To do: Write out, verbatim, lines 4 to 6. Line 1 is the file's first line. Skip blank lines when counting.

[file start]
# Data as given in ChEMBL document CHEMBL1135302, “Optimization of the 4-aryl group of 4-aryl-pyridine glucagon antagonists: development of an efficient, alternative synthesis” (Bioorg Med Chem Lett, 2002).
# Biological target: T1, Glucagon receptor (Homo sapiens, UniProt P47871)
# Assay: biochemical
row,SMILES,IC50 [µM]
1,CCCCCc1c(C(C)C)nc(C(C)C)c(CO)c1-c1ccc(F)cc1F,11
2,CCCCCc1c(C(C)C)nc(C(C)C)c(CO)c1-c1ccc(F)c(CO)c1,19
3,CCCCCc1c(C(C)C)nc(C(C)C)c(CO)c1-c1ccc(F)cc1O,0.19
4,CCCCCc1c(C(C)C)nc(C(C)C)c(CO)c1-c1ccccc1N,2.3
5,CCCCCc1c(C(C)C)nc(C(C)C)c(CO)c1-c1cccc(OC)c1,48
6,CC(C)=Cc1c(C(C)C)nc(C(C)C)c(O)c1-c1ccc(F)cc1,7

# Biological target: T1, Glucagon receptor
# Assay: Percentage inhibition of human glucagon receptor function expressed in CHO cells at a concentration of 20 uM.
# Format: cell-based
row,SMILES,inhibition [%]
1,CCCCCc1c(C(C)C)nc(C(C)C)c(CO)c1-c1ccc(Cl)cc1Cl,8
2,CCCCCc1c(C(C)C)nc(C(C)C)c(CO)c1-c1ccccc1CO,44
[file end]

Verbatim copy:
row,SMILES,IC50 [µM]
1,CCCCCc1c(C(C)C)nc(C(C)C)c(CO)c1-c1ccc(F)cc1F,11
2,CCCCCc1c(C(C)C)nc(C(C)C)c(CO)c1-c1ccc(F)c(CO)c1,19